SARA BIN SAFWAN
FOUNDER & CURATOR
Created Banat Collective with the intention to connect with other creative minded people and to expand her skills in critical writing and curation. Graduated with a bachelors in Culture, Criticism & Curation from Central Saint Martins College of Art and Design in 2015. Having sparked an interest in post-colonial theory during university, the issue of identity rung loud and clear, personally being from the UAE and Honduras with many crossings of each culture and religion, Sara naturally gravitated towards exploring in the way cultures function especially within the Middle-Eastern and Woman context. She has co-curated a couple of exhibitions in London, including Minor Transitions exhibited at 198 Learning Centre in Brixton.
While she has a passion for curation,writing and learning about artists, she also picks up a camera or ballpoint pen and makes some art from time to time. She also contributes for Azeema Magazine, and works for the Guggenheim Abu Dhabi as a Researcher.
Eman Bahrani is a 19 years old Bahraini student attending a Public Health course in Qatar University in which she is a member of an Astronomy Club. She is a professional multi-tasker and a slow book reader. On most days, she sees words in her mind’s eye swarming before her till she writes them down and shares the poetry with her friends. Sometimes, her fingers twitch and she can almost trace a sketch for a painting in the air. She loves logging on YouTube to find new music but always ends up either on the weird side or the physics channels. Hangouts with her involve museums, galleries or movie theaters.
Eman always tries to find something new to do every summer. Last year, she joined an indoor graffiti class, but she would rather pet dogs than tag walls in the heat. This year, however, she is working at a call center. After customers drain her social battery by the end of the shift, she falls into a Wikipedia wormhole till she recharges to socialize again.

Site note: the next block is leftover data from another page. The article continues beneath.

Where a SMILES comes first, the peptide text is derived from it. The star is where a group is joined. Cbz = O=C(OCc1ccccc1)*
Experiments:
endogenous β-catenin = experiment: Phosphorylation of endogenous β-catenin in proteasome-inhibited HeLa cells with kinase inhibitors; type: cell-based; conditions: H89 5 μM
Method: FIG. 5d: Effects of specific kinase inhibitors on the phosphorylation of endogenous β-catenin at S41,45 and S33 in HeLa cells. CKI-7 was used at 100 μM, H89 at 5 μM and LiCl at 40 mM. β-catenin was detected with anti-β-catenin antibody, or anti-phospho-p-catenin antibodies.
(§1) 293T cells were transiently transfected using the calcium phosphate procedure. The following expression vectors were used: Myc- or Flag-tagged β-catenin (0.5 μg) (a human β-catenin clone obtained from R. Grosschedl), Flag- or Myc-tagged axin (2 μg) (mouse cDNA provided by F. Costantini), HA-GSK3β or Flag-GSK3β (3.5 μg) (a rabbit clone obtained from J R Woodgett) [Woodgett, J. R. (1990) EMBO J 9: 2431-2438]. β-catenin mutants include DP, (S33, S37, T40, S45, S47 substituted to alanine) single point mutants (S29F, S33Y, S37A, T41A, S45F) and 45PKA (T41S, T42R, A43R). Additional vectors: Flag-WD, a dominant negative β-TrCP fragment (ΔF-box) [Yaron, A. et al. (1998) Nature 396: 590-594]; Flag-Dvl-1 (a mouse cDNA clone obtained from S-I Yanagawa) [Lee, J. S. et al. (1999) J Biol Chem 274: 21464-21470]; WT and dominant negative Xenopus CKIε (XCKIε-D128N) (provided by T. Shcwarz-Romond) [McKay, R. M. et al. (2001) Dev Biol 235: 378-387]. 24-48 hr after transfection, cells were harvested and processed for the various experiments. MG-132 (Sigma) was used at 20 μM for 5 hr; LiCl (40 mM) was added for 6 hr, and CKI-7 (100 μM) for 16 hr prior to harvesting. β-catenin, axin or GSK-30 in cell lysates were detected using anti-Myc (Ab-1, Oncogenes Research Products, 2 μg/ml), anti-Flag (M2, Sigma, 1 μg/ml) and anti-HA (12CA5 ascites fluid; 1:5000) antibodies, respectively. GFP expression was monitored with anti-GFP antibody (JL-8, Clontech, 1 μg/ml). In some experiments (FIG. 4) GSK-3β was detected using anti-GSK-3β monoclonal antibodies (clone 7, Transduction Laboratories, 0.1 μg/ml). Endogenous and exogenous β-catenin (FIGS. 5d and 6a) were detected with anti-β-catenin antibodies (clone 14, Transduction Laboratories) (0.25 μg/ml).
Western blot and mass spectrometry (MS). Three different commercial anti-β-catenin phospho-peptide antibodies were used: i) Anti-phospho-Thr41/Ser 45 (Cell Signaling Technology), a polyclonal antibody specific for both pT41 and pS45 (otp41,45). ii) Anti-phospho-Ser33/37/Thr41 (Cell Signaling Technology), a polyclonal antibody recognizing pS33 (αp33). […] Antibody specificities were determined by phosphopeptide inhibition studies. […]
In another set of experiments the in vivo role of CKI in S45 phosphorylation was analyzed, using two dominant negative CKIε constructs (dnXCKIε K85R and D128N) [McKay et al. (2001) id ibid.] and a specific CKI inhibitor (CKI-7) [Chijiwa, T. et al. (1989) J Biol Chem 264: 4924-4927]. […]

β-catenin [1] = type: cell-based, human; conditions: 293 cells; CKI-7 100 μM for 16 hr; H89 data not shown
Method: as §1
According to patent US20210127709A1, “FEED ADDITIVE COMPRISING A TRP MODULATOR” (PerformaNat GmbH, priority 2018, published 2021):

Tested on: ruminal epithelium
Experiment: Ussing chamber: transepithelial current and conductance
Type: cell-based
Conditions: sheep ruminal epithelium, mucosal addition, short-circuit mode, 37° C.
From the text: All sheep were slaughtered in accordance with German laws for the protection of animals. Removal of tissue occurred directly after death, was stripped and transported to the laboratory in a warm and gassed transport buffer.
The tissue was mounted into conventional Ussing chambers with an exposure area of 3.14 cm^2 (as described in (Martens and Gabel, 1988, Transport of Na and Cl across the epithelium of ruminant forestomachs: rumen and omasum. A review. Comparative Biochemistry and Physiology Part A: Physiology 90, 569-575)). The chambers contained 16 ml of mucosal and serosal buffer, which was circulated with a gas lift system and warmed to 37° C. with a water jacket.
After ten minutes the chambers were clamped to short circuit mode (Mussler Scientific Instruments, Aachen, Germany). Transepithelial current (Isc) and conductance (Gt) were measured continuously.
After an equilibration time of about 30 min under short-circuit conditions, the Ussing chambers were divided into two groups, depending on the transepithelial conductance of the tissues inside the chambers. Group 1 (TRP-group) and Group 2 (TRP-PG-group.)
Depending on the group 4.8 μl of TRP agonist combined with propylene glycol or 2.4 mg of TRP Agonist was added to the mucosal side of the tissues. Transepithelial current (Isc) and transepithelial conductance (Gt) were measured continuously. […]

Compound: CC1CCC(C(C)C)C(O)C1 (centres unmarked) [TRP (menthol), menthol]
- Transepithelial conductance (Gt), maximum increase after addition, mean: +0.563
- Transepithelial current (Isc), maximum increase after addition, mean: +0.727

ALIYAH AL AWADHI
An Animation Design major at Zayed University, she lives in Abu Dhabi, and has lived here her whole life. She mainly works with mixed media as an art form, and is also an illustrator and a poet. She describes some of her art as Arab Feminism; mainly in that it deals with ideas that plague women in Arab societies, like the odd dichotomy between oversexualizing women but then alternately wanting to hide them away and secure their “purity”. She has also dabbled in performance art in and around Manarat Al Saadiyat.
She has been exhibited at the French Alliance and has also volunteered for Abu Dhabi Art, doing curatorial work.
She has also been a regular poetry performer at Rooftop Rhythms and has also won competitions with her writings, including being published in the UAE's first crowd-sourced book, "Soul Beats".
Farrah Fray is a writer and activist living in London. Growing up between London and Libya, she was always attuned to the cultural and societal differences between the two countries; and by expansion, between the Middle East and the West.
Settling in Libya up until the uprising in 2011, she knew that she not only wanted to write about the differences between Libya and elsewhere, but also about the things that unite and connect people during turbulent and tragic times.
Her work focuses on culture, displacement, feminism and identity. She has also translated for documentaries and Haawiyat, a comic aimed at Syrian refugees. Her poetry collection, The Scent of my Skin, was published last year by Palewell Press. Most recently, Farrah is working on a series of collaborations with Libyan artists to explore Libya’s fragmented identity.
Through her poetry she hopes to expand the understanding and representation of middle eastern women in modern society.
Fatema Nooh is a Bahraini graphic designer currently based in Berlin. Curious to see the world, she moved to Germany from the Gulf and soon noticed the big distortion of Middle East and Arabs, especially women.
Viewing things from a different perspective pushed her to use visual design to fight mainstream ideas and stereotypes, in order to arise conversations about more delicate, difficult topics. The misrepresentations of Arabs motivated her to take action to change the wrong ideas. She strives to show the concrete inner sides of people; her ultimate goal is to turn misrepresentation into understanding.
She likes typography and photography, she’s not afraid of iteration and is always looking for something new to learn. When she is not busy creating amazing designs, you might find her in museums, art and design galleries, lost in the vast world of books, or at the shopping malls, between fashion and make-up.